Scottish Sheep Shocker!

Growing drugs by the acre!

Embryonic stem cells
are the parent cells of all other cells in the body. As an embryo develops, they become specialized and make all the different tissues -- muscle, bone, hair -- that make up a critter.

Images courtesy of Lexicon Genetics Inc.

  Brave New World
Ian Wilmut, the Scotsman who manufactured the peculiar lamb, was trying to turn sheep into factories to make proteins with medicinal potential. The idea may sound far-fetched, but already animals -- well bacteria, really -- are used to make insulin, interferon and other drugs. Some companies have tried inserting genes for other drugs into soybeans with the idea of growing drugs by the acre.

Wilmut's idea is to put genes into sheep that would be expressed (defined) in the mammary cells, so the valuable protein would appear in the milk. The company that funded the research, PPL Therapeutics P.L.C., is interested in making sheep produce alpha-1 antitrypsin in their milk. This protein could be helpful in treating symptoms of cystic fibrosis. The Roslin Institute, where Wilmut did his work, has succeeded, using genetic engineering, in making sheep that produced some of the protein. If scientists could, using genetic engineering or conventional breeding, produce a single sheep that produced large amounts of the protein, that animal could be cloned to make an entire herd.

That would give animals another use: serving as hooved pharmaceutical factories.

embyonic stem cell and culture

The cloning technology might also be used to culture embryonic stem cells -- primitive cells that appear between six and 12 days after fertilization and can go on to form any body cell. Since the cells could be used to grow organs or even tissues for transplant, they have a lot of potential uses.

Brigid Hogan, a Howard Hughes Medical Institute biologist at Vanderbilt University, speculates that someone who needed a bone marrow transplant to treat cancer but who could not find a donor with the right kind of tissues might try producing a clone with the right genetics. This could be done by taking an egg cell from an informed, willing donor, removing the nucleus, and replacing it with genetic material from the future transplant recipient. Within a few days, the embryo should be producing stem cells suitable for use in the transplant.

Doing the right thing?
What about ethical objections to creating life solely for the purpose of exploitation? Hogan, who served on a national commission studying the ethics of using embryos for scientific research, isn't buying that argument. "There are important distinctions," she say. "This is not a fertilized egg, everything would be donated with consent, it's never being put back into another uterus."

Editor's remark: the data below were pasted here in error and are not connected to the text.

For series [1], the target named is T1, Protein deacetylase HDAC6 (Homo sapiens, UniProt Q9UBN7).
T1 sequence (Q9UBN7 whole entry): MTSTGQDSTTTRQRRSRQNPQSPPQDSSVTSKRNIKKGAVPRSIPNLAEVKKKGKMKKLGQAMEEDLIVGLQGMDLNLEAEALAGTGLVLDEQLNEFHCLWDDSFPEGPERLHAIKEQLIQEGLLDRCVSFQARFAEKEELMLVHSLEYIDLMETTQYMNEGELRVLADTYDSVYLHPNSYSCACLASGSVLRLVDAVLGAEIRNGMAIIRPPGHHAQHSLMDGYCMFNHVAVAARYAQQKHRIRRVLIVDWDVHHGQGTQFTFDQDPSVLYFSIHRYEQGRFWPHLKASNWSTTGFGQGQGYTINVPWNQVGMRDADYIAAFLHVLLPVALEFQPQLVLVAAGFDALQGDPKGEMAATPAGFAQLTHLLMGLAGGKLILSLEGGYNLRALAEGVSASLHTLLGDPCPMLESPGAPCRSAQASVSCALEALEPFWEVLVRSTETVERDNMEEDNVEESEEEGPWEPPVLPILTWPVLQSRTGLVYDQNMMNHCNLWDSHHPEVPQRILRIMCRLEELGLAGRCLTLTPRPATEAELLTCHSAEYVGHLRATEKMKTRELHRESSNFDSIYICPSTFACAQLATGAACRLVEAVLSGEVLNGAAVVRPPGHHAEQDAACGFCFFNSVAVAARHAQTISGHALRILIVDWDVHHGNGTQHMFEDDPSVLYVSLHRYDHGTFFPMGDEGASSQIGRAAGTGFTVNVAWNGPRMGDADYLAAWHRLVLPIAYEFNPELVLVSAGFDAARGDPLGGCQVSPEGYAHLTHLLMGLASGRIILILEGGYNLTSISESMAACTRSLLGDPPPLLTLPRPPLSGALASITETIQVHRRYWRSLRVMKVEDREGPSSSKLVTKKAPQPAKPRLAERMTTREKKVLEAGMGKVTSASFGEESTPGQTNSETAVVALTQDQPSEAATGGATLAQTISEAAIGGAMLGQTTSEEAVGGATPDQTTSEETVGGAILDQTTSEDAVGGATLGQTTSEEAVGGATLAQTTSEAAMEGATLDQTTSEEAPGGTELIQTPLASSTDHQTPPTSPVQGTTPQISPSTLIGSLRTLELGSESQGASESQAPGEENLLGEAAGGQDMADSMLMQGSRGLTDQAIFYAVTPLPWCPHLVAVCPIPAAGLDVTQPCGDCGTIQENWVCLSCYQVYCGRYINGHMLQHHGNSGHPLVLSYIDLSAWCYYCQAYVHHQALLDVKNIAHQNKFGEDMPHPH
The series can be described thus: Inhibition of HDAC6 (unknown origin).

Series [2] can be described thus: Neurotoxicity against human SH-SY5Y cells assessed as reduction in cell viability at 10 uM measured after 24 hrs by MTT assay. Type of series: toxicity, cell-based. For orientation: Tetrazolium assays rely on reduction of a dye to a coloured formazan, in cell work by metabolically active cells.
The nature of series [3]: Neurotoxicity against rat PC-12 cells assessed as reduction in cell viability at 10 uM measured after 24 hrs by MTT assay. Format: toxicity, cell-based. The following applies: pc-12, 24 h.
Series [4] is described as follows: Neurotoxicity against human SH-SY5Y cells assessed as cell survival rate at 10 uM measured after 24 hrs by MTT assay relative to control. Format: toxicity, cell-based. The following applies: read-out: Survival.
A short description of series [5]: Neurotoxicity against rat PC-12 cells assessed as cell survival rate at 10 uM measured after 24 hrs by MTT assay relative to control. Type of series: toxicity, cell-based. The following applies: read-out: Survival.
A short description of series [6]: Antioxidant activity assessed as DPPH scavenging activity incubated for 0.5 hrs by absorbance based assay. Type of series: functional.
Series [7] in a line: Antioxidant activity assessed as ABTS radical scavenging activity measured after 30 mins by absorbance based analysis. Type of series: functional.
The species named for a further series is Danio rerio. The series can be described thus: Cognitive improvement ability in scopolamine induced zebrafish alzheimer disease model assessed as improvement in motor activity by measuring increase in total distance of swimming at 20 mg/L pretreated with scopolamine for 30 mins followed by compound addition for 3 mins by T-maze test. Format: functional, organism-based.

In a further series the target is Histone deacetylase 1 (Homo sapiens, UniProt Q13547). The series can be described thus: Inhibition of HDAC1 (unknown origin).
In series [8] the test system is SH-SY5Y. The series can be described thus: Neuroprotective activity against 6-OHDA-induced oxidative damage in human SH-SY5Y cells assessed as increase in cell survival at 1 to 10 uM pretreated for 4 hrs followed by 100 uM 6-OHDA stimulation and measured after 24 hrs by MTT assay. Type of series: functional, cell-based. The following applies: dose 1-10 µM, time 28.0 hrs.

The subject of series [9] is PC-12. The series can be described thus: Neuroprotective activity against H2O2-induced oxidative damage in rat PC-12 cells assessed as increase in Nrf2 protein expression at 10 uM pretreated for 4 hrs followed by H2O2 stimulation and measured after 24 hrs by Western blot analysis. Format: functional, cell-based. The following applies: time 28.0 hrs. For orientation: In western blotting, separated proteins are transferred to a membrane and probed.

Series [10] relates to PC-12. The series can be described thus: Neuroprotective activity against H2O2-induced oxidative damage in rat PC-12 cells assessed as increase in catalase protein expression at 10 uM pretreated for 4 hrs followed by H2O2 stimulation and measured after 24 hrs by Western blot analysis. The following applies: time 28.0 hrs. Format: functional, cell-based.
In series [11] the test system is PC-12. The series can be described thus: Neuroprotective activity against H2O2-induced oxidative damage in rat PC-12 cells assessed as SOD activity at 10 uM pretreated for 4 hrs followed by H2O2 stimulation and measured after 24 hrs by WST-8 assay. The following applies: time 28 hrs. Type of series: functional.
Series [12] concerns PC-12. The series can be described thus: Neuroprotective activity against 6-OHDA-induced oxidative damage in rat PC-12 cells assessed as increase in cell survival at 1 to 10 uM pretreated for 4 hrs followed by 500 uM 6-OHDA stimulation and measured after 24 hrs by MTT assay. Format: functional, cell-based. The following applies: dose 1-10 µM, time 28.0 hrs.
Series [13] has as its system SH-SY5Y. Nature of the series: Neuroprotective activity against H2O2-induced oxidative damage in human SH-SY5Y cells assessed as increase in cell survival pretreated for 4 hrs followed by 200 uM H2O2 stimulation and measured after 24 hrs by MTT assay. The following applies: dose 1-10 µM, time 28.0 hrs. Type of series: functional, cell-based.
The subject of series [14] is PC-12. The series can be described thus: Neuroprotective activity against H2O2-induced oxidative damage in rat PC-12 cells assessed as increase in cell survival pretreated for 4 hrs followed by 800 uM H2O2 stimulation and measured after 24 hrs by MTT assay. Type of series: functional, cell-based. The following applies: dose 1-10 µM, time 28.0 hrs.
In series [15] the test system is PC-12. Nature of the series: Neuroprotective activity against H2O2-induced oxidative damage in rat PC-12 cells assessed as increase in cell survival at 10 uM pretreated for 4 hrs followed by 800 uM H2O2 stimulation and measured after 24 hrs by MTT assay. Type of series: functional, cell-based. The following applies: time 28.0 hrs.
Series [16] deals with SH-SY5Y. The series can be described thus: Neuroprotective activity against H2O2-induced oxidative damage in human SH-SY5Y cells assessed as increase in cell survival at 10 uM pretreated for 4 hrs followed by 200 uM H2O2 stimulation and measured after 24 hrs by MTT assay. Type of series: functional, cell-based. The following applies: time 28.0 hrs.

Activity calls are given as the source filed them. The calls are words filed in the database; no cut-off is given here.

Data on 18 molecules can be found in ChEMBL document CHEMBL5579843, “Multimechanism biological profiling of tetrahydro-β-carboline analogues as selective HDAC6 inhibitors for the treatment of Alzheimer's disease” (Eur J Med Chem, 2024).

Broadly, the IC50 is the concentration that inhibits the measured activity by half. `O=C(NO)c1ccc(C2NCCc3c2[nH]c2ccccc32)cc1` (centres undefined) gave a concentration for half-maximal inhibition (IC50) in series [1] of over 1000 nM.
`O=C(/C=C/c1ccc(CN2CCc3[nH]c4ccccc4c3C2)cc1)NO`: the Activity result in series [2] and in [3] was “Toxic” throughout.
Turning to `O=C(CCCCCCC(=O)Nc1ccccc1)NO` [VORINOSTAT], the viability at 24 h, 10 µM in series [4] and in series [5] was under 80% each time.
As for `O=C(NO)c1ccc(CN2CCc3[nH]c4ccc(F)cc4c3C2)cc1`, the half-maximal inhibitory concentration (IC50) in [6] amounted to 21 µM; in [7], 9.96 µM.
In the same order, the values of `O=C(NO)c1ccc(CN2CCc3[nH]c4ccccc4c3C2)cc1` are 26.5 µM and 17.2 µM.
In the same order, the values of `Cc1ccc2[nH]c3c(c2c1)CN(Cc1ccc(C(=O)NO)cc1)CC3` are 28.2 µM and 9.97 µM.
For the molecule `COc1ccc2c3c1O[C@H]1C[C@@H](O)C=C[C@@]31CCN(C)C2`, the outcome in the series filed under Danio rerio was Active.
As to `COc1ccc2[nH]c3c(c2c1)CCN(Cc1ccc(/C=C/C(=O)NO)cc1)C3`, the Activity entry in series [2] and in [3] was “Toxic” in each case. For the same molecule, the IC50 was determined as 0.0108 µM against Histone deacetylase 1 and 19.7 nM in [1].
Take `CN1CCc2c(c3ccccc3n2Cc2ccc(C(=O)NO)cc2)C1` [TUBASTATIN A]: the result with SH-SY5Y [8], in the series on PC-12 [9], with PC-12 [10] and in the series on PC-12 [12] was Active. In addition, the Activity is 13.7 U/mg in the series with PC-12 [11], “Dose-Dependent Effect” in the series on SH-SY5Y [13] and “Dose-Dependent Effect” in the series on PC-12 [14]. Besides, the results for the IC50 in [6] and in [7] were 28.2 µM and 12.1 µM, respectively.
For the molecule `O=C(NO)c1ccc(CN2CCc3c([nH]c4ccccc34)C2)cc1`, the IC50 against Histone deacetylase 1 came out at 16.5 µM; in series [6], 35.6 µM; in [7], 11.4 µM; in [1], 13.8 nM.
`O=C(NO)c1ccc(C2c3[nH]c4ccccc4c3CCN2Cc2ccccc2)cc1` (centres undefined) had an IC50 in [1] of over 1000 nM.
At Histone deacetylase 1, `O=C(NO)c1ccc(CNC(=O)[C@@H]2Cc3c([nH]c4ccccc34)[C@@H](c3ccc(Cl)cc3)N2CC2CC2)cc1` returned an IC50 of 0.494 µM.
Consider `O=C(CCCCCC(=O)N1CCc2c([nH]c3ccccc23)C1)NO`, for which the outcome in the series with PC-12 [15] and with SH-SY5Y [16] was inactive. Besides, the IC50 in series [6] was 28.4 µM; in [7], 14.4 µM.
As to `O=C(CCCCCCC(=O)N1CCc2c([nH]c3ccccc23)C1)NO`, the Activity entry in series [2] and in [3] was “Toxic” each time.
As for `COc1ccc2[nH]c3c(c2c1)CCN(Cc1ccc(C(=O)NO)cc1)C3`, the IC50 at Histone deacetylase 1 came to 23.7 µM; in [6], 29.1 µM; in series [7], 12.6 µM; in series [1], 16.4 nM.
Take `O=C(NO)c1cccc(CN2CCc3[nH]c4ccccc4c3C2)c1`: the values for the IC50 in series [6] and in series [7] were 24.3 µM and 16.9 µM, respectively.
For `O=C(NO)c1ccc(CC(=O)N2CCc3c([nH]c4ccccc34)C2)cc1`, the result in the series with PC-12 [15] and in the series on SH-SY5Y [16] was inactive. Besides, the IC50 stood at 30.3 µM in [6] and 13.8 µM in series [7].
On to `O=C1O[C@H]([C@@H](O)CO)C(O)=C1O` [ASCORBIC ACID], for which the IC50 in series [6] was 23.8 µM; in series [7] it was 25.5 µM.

Already, she points out, researchers are trying to identify stem cells in mouse embryos. Once that is possible, and assuming that cloning works with humans, "it would not be so difficult to do it with embyronic stem cells in humans."

The possibility of organ grafts also interests Norm Fost, a University of Wisconsin-Madison professor of ethics and pediatrics. Fost agrees that, in terms of the immune system, clones would make the perfect donor. But he raises another possibility: What if a parent or child who needed a kidney or bone marrow transplant formed a clone to get some spare body parts? That would be possible, he says, and it does have an ominous ring.

But in fact, this is already being done with an existing technique called sex. "There are dozens of examples of parents having children" so they can get a transplant for themselves, or for a child.

This might sound like exploitation, but Fost counters that the child is not suffering, indeed is benefiting from the arrangement. "In addition to being born into a loving family, they have the benefit of saving somebody they are very close to with a very low-risk procedure [a bone marrow transplant]. That doesn't turn out to be any kind of trauma -- they are much better off for it."

Protecting the children?
If the ethical goal is to prevent children from being brought into the world for selfish or exploitative purposes, he adds, then our attention should be focused not on the few children who might result from cloning, but on the thousands of children born to mothers with AIDS, or to parents with histories of child abuse or drug addiction.

Fost dismisses the Brave New World scenario -- creating clones and robbing them of vital organs like hearts or livers -- as almost inconceivable. "It would be a radical change in what is permissible to do to children -- nightmarish," he says. In any event, he adds, that could be done today, but it's not permissible. The existing regulation about shifting organs between people is quite restrictive, he says, perhaps overly so. "People are upset at the thought that a competent adult might donate their kidney to a non-relative. That's not legal, and that's an example of how protective we are about bodily integrity."

Ever wonder how DNA does its genetic magic?

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